‘Absolute Brightness’ of being true to yourself

By Jean Lowerison | Theater Review

Inspiration for The Trevor Project graces The Old Globe stage in one-man show

For my money, there’s no better theater than a single good storyteller. The Old Globe has found a splendid one in James Lecesne, now performing at the Globe’s Sheryl and Harvey White Theatre through Oct. 29 with his one-man show “The Absolute Brightness of Leonard Pelkey.”

Don’t let that gobstopper of a title keep you from this terrific one-act show, which is based on Lecesne’s 2008 young-adult novel “Absolute Brightness.”

James License (shown in all three photos) performs multiple characters in the one-man show, “The Absolute Brightness of Leonard Pelkey” at The Old Globe. (Photos by Matthew Murphy)

It’s a police yarn in which Lecesne plays nine parts. “The dark side is my beat,” says the narrator, police detective Chuck DeSantis, working in a “god-forsaken precinct down the Jersey Shore.”

One day, Chuck gets a visit from Ellen Hertle, owner of the Hair Today salon. Ellen reports the disappearance of her (sort of) nephew, 14-year-old Leonard Pelkey, who has been living with her and her daughter Phoebe since his mother died.

Licesne produced a short fi lm that inspired The Trevor Project, and proceeds from this play will support the organization. (Photo by Matthew Murphy)

This starts an investigation that will have Chuck talking to a diverse bunch of local citizens — like Buddy Howard, the slightly fey teacher at the Buddy Howard School for Drama and Dance, who mentions Leonard’s “jazz hands” and notes that the boy has been cast as the fairy sprite Ariel in Shakespeare’s “The Tempest.”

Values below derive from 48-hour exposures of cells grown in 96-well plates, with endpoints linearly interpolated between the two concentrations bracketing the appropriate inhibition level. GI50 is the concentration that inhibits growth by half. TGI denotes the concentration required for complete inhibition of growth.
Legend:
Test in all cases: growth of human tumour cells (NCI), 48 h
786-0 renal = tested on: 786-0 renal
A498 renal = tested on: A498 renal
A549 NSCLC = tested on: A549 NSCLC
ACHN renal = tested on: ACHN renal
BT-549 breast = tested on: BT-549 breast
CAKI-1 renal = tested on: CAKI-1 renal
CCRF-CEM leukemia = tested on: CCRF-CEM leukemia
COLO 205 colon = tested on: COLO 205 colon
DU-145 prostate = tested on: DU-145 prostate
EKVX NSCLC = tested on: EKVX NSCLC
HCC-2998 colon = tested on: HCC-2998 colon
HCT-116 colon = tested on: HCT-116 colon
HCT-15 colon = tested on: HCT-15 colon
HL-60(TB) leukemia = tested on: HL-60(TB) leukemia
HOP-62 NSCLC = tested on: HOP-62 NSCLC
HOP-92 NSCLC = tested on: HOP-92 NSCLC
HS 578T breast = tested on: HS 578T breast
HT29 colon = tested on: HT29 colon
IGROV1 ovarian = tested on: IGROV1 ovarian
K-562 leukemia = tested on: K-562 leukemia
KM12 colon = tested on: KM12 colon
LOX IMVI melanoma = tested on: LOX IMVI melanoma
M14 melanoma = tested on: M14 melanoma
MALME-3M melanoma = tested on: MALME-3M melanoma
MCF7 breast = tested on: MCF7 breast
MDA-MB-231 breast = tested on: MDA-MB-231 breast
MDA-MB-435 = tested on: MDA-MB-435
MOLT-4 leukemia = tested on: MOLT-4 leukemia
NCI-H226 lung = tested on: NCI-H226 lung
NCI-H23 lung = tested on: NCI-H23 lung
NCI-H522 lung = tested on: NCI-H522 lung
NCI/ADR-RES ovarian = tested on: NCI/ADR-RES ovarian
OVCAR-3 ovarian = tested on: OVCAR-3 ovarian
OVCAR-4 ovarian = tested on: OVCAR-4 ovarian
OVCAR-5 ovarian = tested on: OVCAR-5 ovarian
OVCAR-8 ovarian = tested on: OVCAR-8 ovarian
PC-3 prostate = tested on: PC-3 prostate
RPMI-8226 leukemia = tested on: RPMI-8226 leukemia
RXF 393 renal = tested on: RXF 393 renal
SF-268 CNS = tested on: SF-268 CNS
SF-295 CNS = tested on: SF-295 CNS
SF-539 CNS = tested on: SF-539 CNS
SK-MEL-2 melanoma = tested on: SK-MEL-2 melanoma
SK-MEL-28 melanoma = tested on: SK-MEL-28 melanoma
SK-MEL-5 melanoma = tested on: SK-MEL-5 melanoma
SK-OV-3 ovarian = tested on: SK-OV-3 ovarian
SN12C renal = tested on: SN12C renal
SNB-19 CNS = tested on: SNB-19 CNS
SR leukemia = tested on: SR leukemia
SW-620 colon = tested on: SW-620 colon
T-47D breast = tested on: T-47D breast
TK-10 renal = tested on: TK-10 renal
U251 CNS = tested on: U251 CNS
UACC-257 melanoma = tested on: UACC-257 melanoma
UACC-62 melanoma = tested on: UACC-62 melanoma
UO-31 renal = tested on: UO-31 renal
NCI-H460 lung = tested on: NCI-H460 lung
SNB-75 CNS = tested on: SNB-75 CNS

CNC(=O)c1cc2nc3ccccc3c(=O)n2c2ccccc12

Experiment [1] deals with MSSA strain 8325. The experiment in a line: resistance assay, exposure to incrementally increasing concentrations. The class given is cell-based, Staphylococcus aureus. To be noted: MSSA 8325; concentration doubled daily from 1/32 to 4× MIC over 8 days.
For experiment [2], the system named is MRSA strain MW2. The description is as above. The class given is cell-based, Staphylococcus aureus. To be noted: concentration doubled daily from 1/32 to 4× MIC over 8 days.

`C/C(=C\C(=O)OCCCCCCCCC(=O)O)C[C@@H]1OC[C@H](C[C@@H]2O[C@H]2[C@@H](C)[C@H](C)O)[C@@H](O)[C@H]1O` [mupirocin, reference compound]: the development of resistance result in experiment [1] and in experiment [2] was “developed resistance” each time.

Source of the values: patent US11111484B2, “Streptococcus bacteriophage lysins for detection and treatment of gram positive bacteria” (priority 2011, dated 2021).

Ellen later remembers that Leonard wore rainbow platform sneakers, which he constructed from glued-together flip-flops. He’s been known to tell the ladies at Ellen’s salon (where he worked) to update their lipstick and buy a smart little black dress.

Ellen’s “16-going-on-45” daughter Phoebe sums Leonard up this way: “Leonard is totally weird.”

(Photo by Matthew Murphy)

Otto Beckerman, owner of the local watch and clock repair shop, laments that “time was when all clocks had faces. I tell you they’re killing time — and also my business.” Otto also notes that Leonard wore pink and green capri pants. “Capri, he tells me, is short for capricious. Even when he is not here, he makes me laugh.”

Lecesne doesn’t bother with sets or costume changes.

In the middle of this in-the-round theater is a table with several items connected in some way to Leonard. But he surrounds his story (which turns out to be a murder investigation) with eccentric but extremely engaging characters, morphing from one to another by simply wheeling around and changing voice and stance.

It’s a real tour de force.

There is, of course, a message here as well.

Lecesne won an Oscar for his 1994 short film “Trevor,” about a troubled youth. That film was the impetus for The Trevor Project, which focuses on suicide prevention among LGBT youth.

Leonard may have been “weird,” but he is shown to have led by example in terms of having the courage to be true to yourself.

If you’ve been waiting for a play to just tell you a good story, your wait is over.

—Jean Lowerison is a long-standing member of the San Diego Theatre Critics Circle and can be reached at

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